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State v. Groppel

Supreme Court of Alaska

November 2, 2018

STATE OF ALASKA, Petitioner and Cross-Respondent,
v.
CONAR L. GROPPEL, Respondent and Cross-Petitioner,
v.
ALASKA COURT SYSTEM, Respondent and Cross-Respondent.

          Certified Question from the Court of Appeals Nos. A-12662/12751 of the State of Alaska, on Petition for Review from the Superior Court No. 4FA-14-01954 CR of the State of Alaska, Fourth Judicial District, Fairbanks, Michael A. MacDonald, Judge.

          Kenneth M. Rosenstein and Patricia Haines, Assistant Attorneys General, Office of Criminal Appeals, Anchorage, and Jahna Lindemuth, Attorney General, Juneau, for Petitioner and Cross-Respondent.

          Brooke Berens, Assistant Public Advocate, and Richard Allen, Public Advocate, Anchorage, for Respondent and Cross-Petitioner.

          Thomas P. Amodio, Reeves Amodio LLC, Anchorage, for Respondent and Cross-Respondent.

          Kelly R. Taylor, Assistant Public Defender, and Quinlan Steiner, Public Defender, Anchorage, for Amicus Curiae Alaska Public Defender Agency.

          Before: Stowers, Chief Justice, Winfree, Maassen, and Bolger, Justices, and Matthews, Senior Justice.[*]

          Carney, Justice, not participating.

          OPINION

          STOWERS, Chief Justice.

         I. INTRODUCTION

         When a criminal defendant asserts the defense of insanity or diminished capacity or the defendant's mental fitness otherwise is at issue, AS 12.47.070 requires the court to appoint two qualified psychiatrists or two psychologists certified by the American Board of Forensic Psychology to examine the defendant. This case presents the questions whom these experts serve, how they are to be chosen, and who must bear their costs. We answer that these are the court's experts, that Alaska Psychiatric Institute (API) must provide them if API employs experts with the qualifications set out by statute, and that if API does not employ such qualified experts, then the superior court must appoint qualified experts and the Alaska Court System must bear their costs.

         II. FACTS AND PROCEEDINGS

         Conar L. Groppel is charged with first- and second-degree murder, manslaughter, first- and second-degree arson, first-degree criminal mischief, first-degree burglary, and evidence tampering. Groppel notified the superior court he might rely on the defense of diminished capacity, and pursuant to AS 12.47.070(a) the court was required to appoint at least two qualified psychiatrists or board-certified forensic psychologists to examine him and report upon his mental condition.[1] Later Groppel also moved for a competency and culpability examination.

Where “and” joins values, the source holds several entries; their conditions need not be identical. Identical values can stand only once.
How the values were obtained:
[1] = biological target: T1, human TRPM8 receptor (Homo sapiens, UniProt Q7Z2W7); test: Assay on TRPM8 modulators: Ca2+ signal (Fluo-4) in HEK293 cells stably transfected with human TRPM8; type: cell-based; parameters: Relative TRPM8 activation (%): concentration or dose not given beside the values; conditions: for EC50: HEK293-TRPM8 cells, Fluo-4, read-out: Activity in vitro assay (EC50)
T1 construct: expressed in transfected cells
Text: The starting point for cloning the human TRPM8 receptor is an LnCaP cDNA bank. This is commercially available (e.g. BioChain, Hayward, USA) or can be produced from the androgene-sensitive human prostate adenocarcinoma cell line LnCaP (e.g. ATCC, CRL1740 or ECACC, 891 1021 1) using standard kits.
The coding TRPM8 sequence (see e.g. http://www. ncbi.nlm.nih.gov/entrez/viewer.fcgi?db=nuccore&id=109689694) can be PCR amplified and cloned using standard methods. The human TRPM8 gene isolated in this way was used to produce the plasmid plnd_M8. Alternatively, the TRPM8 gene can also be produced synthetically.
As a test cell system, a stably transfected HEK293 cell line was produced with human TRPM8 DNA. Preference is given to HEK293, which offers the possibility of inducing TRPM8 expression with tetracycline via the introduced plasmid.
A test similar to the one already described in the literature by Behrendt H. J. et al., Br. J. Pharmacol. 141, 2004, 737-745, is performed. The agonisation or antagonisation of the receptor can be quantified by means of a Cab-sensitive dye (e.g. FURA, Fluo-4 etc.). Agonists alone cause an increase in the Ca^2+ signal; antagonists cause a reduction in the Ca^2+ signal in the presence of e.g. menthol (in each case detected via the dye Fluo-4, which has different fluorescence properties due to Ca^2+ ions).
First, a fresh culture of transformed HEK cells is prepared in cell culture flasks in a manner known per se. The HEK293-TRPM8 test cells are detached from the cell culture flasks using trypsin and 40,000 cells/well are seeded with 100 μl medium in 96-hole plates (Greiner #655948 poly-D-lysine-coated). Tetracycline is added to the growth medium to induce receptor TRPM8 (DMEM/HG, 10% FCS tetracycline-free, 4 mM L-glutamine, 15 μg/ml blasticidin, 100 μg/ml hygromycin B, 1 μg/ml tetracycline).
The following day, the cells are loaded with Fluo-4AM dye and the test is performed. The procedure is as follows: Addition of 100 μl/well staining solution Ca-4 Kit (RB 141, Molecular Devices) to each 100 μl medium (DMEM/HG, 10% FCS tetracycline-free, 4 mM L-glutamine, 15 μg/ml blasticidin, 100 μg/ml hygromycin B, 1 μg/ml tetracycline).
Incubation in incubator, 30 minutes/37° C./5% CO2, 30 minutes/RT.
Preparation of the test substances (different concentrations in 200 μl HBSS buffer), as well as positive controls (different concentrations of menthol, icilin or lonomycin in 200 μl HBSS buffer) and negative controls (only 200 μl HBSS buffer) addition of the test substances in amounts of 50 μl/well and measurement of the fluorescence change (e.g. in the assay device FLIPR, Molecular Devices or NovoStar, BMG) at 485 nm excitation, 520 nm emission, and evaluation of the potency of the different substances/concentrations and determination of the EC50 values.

Groppel was evaluated by Dr. Kristy Becker, a forensic psychologist at API. Although the superior court found Dr. Becker was "substantively qualified to give an opinion in this case," it ruled she was not qualified under AS 12.47.070 because she was not certified by the American Board of Forensic Psychology. The court explained it had conferred with API representatives and "confirmed that [API] ha[d] no psychiatrist qualified according to the statute to conduct the examination." The court therefore announced it would appoint two statutorily qualified experts and stated, "It is the court's intention that each party will be entitled to [its] own expert, each party to bear [its] own expert costs and fees."

         The State petitioned the court of appeals for review, arguing the Office of Public Advocacy (OP A)-which represented Groppel - should bear the costs of both experts. Groppel cross-petitioned for review, arguing the Alaska Court System should pay the entire costs of both experts. The State responded, adopting Groppel's argument as an alternative position. The court of appeals then invited the Court System to file a response; the Court System argued the superior court was correct to divide the costs between the State and OPA, but in the alternative OPA should cover the full costs of both experts.[2]

         The court of appeals certified the question to this court, and we granted the certification. On January 24, 2018 we issued an order vacating the superior court's order and remanding with the following instructions: